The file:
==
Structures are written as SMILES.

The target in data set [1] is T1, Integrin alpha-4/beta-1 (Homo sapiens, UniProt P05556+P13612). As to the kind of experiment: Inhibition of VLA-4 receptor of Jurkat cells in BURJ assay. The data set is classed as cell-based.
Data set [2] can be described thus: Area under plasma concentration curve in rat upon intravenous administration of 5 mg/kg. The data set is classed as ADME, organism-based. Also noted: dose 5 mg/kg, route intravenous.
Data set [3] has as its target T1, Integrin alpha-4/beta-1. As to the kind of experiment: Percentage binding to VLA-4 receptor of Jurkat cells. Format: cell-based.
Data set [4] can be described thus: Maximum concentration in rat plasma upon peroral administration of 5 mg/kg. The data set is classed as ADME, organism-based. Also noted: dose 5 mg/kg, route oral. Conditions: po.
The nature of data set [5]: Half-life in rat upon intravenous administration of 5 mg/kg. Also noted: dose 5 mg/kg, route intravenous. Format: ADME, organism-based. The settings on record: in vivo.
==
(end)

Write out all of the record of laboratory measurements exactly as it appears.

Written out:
Structures are written as SMILES.

The target in data set [1] is T1, Integrin alpha-4/beta-1 (Homo sapiens, UniProt P05556+P13612). As to the kind of experiment: Inhibition of VLA-4 receptor of Jurkat cells in BURJ assay. The data set is classed as cell-based.
Data set [2] can be described thus: Area under plasma concentration curve in rat upon intravenous administration of 5 mg/kg. The data set is classed as ADME, organism-based. Also noted: dose 5 mg/kg, route intravenous.
Data set [3] has as its target T1, Integrin alpha-4/beta-1. As to the kind of experiment: Percentage binding to VLA-4 receptor of Jurkat cells. Format: cell-based.
Data set [4] can be described thus: Maximum concentration in rat plasma upon peroral administration of 5 mg/kg. The data set is classed as ADME, organism-based. Also noted: dose 5 mg/kg, route oral. Conditions: po.
The nature of data set [5]: Half-life in rat upon intravenous administration of 5 mg/kg. Also noted: dose 5 mg/kg, route intravenous. Format: ADME, organism-based. The settings on record: in vivo.